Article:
Brooklyn-based artist Joell Baxter stands in the middle of her work to speak about it. Coverer, an installation woven from hand-screen-printed, cut paper, wants to be everywhere in the room, not limited to the walls.
Right now, Baxter is one of several artists whose vibrant work is at Real Art Ways. Michael Madore’s Nervatura is described as “travel-induced graphomania.” Expect castles, layers of earth, flora and fauna, and wonder.
Shane Morrissey‘s sculptures recreate objects from childhood memories: cacti made from cast paper, bolts, and walnut, a swarm of bees made out of zip ties, wire and wood. All of the sculptures seem sharp and hard, yet make you want to get as close as you can without touching.
Everything seems to be waking up after winter down in Parkville, between the energetic performances by Joey Batts and Them and Political Animals at Thursday’s Creative Cocktail Hour, and the announcement that Real Art Ways has raised the $60,000 to allow for a Digital Cinema Conversion. The mixed media — including claymation — documentary about Cambodia’s Khmer Rouge, The Missing Picture, opens tonight. Okay, so it’s not all happy times, but if you are looking for something thought-provoking in your life, Real Art Ways has got it going on these days. Continue reading 'Castles, Cacti, and a Cinema Conversion'»
Suzan Scott sketched and painted on 4×4-inch canvases each day in 2013.
Even with devotion to one’s art, it is hard to imagine being able to follow through on this type of challenge every single day.
The results, which she did not intend for public display while creating, are viewable through May 3rd in The Dirt Salon. The visual journal tracks her imagination over a year; the canvases are dated and displayed in chronological order.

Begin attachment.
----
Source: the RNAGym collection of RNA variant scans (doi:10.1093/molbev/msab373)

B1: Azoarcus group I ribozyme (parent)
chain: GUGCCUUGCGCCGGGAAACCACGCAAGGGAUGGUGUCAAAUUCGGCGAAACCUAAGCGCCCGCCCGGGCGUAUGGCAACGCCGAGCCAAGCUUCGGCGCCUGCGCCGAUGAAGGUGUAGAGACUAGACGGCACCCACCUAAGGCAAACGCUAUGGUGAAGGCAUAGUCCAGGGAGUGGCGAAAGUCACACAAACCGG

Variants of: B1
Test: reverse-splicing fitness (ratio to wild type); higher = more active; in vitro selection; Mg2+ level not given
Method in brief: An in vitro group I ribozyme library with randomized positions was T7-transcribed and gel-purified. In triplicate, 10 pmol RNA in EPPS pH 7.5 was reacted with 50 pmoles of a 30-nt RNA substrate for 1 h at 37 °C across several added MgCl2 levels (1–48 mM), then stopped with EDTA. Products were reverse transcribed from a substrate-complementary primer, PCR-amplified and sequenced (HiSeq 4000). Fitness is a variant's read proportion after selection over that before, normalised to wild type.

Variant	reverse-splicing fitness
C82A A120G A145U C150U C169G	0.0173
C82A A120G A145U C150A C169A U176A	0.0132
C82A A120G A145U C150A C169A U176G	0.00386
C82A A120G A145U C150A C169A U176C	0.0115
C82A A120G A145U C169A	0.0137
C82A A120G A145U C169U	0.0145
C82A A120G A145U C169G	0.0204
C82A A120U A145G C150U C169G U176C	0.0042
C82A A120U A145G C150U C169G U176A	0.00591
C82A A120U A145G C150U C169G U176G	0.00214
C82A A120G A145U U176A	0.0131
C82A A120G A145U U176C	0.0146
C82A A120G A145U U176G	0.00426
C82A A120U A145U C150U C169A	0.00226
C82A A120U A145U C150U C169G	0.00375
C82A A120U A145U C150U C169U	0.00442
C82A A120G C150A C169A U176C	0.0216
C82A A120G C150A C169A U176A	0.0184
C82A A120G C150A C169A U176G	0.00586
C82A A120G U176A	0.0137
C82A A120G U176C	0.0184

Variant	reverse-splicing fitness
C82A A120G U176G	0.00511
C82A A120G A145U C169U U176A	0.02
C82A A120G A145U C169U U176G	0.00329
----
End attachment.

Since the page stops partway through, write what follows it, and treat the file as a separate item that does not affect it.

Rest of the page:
“Vitamin A — Art 2013″ is not the artist’s first time around with art as daily documentation. “The Weather Project,” which she began in 2006, involved taking a mid-day photograph each day for one month of the sky, focused on nothing in particular. She would then paint the image captured.
The Dirt Salon is located at 50 Bartholomew Avenue. Claudia Cron‘s works are also on display as part of the “All Grown Up” exhibit.
Tired of schlepping downtown for every last event? Bessy Reyna has curated the Hartford Loves Poetry reading series in April for National Poetry Month. This means that over two weeks, each of the ten Hartford Public Library branches will be hosting a poetry reading and workshop.
The event will kick off on April 7th with Jose B. Gonzalez at the Park Branch (744 Park Street). The Goodwin Branch (460 New Britain Avenue) will host Marianela Medrano on April 8th; Leslie McGrath will appear at the Dwight Branch (7 New Park Avenue). Pit Pinegar will be reading at the Camp Field Branch (30 Campfield Avenue) on April 9th and John Stanizzi will be at the Albany Branch (1250 Albany Ave) on April 12th. Also on April 12th, the Barbour Branch (281 Barbour Street) will host Ernie Blue. Joyce Ashuntantang will read at the Mark Twain Branch (55 Forest Street) on April 14th. The Blue Hills Branch (649 Blue Hills Avenue) will host Antoinette Brim on April 15. Poet Kate Rushin will be reading at the Ropkins Branch (1750 Main Street) on April 16th. Weekday readings are scheduled for 5:30-7:15pm; Saturday readings will go from 3-5pm.
The series closes on April 19th with a Grand Finale at the Downtown Branch, 1-4pm. Reyna said that community presenters will be reading poems in their own languages Continue reading 'Multi-Cultural Poetry Celebration in the Neighborhoods'»
Now that we have completed our three trips to each neighborhood, we wanted to share our absolute favorite pictures from this series.
(Blue Hills) This one was taken at the Watkinson Community Garden on Bloomfield Avenue, behind the Unitarian meetinghouse. This is more like a farm than a community garden. We have no idea why this wheelbarrow was perched in a tree; on other trips here, all equipment was stored in places one would expect it to be. The weather was changing from “vaguely Autumn” to “there’s frost”.
(Clay Arsenal) A friend tipped us off to some artwork in an area we were about to visit, but did not give an exact location. We do not even know if this was where he found the painting of a peacock. What we found — portraits — were more interesting than the simple scribbles that are common.
Continue reading 'Best of Your Neighborhoods'»